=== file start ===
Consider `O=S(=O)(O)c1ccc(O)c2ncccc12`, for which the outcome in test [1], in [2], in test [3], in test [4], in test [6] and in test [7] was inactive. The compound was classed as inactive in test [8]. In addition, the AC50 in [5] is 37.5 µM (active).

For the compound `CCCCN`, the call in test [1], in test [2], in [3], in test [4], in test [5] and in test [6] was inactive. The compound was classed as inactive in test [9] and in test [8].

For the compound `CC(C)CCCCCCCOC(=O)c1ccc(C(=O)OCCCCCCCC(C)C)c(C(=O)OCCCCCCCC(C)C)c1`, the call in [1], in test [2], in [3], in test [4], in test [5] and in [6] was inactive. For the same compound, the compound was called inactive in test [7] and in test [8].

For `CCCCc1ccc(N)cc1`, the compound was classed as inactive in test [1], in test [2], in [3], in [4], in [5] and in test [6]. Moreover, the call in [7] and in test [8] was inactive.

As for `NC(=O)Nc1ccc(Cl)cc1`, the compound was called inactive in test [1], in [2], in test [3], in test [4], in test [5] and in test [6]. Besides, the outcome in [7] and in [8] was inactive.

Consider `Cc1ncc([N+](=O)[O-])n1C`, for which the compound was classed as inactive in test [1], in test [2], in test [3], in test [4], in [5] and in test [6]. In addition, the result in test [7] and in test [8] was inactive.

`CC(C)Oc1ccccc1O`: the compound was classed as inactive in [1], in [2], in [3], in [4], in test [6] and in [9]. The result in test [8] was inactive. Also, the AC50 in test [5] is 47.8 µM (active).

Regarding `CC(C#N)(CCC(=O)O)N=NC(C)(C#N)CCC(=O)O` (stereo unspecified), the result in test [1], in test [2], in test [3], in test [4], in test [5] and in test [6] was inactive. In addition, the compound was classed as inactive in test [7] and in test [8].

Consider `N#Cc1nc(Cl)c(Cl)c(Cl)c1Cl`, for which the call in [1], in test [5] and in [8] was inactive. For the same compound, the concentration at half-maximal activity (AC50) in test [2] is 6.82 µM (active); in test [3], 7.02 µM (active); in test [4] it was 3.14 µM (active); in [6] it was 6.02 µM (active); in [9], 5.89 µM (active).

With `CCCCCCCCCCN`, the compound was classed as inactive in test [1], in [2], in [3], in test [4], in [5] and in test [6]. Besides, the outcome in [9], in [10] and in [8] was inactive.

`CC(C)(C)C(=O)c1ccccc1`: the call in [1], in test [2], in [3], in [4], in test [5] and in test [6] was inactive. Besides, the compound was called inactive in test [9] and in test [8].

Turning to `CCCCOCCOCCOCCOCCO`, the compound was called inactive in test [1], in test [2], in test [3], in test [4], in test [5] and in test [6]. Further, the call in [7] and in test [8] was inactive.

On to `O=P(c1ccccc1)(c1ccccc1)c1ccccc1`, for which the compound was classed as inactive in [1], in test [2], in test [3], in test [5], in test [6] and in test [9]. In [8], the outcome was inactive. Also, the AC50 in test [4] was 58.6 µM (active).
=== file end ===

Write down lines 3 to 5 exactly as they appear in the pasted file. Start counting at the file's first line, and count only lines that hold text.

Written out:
For the compound `CC(C)CCCCCCCOC(=O)c1ccc(C(=O)OCCCCCCCC(C)C)c(C(=O)OCCCCCCCC(C)C)c1`, the call in [1], in test [2], in [3], in test [4], in test [5] and in [6] was inactive. For the same compound, the compound was called inactive in test [7] and in test [8].

For `CCCCc1ccc(N)cc1`, the compound was classed as inactive in test [1], in test [2], in [3], in [4], in [5] and in test [6]. Moreover, the call in [7] and in test [8] was inactive.

As for `NC(=O)Nc1ccc(Cl)cc1`, the compound was called inactive in test [1], in [2], in test [3], in test [4], in test [5] and in test [6]. Besides, the outcome in [7] and in [8] was inactive.